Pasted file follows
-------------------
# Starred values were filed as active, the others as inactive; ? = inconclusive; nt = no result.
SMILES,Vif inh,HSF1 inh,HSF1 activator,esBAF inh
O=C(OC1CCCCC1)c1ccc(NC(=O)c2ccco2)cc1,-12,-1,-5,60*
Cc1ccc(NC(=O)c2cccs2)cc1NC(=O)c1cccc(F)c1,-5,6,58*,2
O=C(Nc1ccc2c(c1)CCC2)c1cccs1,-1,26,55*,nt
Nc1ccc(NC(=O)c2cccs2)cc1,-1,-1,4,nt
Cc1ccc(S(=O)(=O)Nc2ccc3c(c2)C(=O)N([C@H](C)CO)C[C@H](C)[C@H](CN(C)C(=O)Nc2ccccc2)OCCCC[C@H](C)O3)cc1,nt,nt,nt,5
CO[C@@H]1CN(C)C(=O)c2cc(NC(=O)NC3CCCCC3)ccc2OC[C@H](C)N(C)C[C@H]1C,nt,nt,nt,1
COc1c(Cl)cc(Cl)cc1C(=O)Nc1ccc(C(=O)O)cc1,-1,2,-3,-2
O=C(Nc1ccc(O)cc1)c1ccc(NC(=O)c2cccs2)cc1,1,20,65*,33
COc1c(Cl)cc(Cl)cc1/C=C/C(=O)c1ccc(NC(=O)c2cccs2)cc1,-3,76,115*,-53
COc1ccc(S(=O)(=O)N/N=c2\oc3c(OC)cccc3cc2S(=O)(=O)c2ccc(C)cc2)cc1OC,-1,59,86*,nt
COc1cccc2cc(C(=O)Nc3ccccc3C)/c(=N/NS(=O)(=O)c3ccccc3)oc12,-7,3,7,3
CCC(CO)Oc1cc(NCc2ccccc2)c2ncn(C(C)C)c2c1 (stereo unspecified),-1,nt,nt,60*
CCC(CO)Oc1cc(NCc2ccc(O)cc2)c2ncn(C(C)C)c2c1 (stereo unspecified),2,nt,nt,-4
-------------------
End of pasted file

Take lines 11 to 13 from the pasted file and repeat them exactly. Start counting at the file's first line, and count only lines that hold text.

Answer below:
COc1c(Cl)cc(Cl)cc1/C=C/C(=O)c1ccc(NC(=O)c2cccs2)cc1,-3,76,115*,-53
COc1ccc(S(=O)(=O)N/N=c2\oc3c(OC)cccc3cc2S(=O)(=O)c2ccc(C)cc2)cc1OC,-1,59,86*,nt
COc1cccc2cc(C(=O)Nc3ccccc3C)/c(=N/NS(=O)(=O)c3ccccc3)oc12,-7,3,7,3